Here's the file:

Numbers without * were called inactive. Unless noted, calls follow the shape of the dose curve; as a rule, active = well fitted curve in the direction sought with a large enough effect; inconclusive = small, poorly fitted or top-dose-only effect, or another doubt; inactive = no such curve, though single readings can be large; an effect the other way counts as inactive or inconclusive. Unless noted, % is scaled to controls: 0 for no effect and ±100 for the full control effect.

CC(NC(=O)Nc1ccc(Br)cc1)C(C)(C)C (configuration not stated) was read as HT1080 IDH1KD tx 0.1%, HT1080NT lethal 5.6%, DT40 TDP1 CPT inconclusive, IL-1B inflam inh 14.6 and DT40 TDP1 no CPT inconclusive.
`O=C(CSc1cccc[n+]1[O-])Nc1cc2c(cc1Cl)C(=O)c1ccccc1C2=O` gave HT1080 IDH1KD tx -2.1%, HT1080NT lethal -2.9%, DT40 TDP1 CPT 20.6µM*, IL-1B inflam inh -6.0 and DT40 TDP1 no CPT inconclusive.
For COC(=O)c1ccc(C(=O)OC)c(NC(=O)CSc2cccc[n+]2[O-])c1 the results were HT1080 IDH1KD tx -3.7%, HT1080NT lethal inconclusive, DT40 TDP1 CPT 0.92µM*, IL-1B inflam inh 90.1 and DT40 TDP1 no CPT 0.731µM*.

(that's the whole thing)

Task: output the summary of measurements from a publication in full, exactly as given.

Numbers without * were called inactive. Unless noted, calls follow the shape of the dose curve; as a rule, active = well fitted curve in the direction sought with a large enough effect; inconclusive = small, poorly fitted or top-dose-only effect, or another doubt; inactive = no such curve, though single readings can be large; an effect the other way counts as inactive or inconclusive. Unless noted, % is scaled to controls: 0 for no effect and ±100 for the full control effect.

CC(NC(=O)Nc1ccc(Br)cc1)C(C)(C)C (configuration not stated) was read as HT1080 IDH1KD tx 0.1%, HT1080NT lethal 5.6%, DT40 TDP1 CPT inconclusive, IL-1B inflam inh 14.6 and DT40 TDP1 no CPT inconclusive.
`O=C(CSc1cccc[n+]1[O-])Nc1cc2c(cc1Cl)C(=O)c1ccccc1C2=O` gave HT1080 IDH1KD tx -2.1%, HT1080NT lethal -2.9%, DT40 TDP1 CPT 20.6µM*, IL-1B inflam inh -6.0 and DT40 TDP1 no CPT inconclusive.
For COC(=O)c1ccc(C(=O)OC)c(NC(=O)CSc2cccc[n+]2[O-])c1 the results were HT1080 IDH1KD tx -3.7%, HT1080NT lethal inconclusive, DT40 TDP1 CPT 0.92µM*, IL-1B inflam inh 90.1 and DT40 TDP1 no CPT 0.731µM*.